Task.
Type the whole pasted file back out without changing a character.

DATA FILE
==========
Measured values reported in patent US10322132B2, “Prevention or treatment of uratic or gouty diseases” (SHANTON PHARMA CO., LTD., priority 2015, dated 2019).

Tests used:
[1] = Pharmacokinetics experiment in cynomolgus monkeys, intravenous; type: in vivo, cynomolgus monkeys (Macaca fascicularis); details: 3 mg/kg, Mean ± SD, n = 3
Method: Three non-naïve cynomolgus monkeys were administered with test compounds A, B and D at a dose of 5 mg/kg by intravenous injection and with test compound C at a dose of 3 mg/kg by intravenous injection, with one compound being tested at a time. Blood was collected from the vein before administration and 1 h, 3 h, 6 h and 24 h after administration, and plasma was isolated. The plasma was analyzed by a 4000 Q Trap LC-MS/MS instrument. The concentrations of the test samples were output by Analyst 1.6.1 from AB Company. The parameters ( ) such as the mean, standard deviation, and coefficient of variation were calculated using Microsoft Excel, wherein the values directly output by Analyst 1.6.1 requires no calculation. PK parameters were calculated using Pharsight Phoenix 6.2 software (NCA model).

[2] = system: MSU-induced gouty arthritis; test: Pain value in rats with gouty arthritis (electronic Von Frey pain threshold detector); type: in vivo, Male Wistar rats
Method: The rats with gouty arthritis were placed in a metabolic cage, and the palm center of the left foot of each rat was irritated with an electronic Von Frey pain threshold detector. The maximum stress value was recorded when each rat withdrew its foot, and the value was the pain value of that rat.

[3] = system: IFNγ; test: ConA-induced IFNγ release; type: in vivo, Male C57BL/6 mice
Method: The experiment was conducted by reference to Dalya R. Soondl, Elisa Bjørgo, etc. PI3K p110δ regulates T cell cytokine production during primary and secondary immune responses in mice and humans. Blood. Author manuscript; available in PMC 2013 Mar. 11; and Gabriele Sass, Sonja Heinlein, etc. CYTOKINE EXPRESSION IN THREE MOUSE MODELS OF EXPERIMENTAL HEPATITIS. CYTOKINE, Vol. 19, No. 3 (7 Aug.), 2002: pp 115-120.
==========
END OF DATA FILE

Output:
Measured values reported in patent US10322132B2, “Prevention or treatment of uratic or gouty diseases” (SHANTON PHARMA CO., LTD., priority 2015, dated 2019).

Tests used:
[1] = Pharmacokinetics experiment in cynomolgus monkeys, intravenous; type: in vivo, cynomolgus monkeys (Macaca fascicularis); details: 3 mg/kg, Mean ± SD, n = 3
Method: Three non-naïve cynomolgus monkeys were administered with test compounds A, B and D at a dose of 5 mg/kg by intravenous injection and with test compound C at a dose of 3 mg/kg by intravenous injection, with one compound being tested at a time. Blood was collected from the vein before administration and 1 h, 3 h, 6 h and 24 h after administration, and plasma was isolated. The plasma was analyzed by a 4000 Q Trap LC-MS/MS instrument. The concentrations of the test samples were output by Analyst 1.6.1 from AB Company. The parameters ( ) such as the mean, standard deviation, and coefficient of variation were calculated using Microsoft Excel, wherein the values directly output by Analyst 1.6.1 requires no calculation. PK parameters were calculated using Pharsight Phoenix 6.2 software (NCA model).

[2] = system: MSU-induced gouty arthritis; test: Pain value in rats with gouty arthritis (electronic Von Frey pain threshold detector); type: in vivo, Male Wistar rats
Method: The rats with gouty arthritis were placed in a metabolic cage, and the palm center of the left foot of each rat was irritated with an electronic Von Frey pain threshold detector. The maximum stress value was recorded when each rat withdrew its foot, and the value was the pain value of that rat.

[3] = system: IFNγ; test: ConA-induced IFNγ release; type: in vivo, Male C57BL/6 mice
Method: The experiment was conducted by reference to Dalya R. Soondl, Elisa Bjørgo, etc. PI3K p110δ regulates T cell cytokine production during primary and secondary immune responses in mice and humans. Blood. Author manuscript; available in PMC 2013 Mar. 11; and Gabriele Sass, Sonja Heinlein, etc. CYTOKINE EXPRESSION IN THREE MOUSE MODELS OF EXPERIMENTAL HEPATITIS. CYTOKINE, Vol. 19, No. 3 (7 Aug.), 2002: pp 115-120.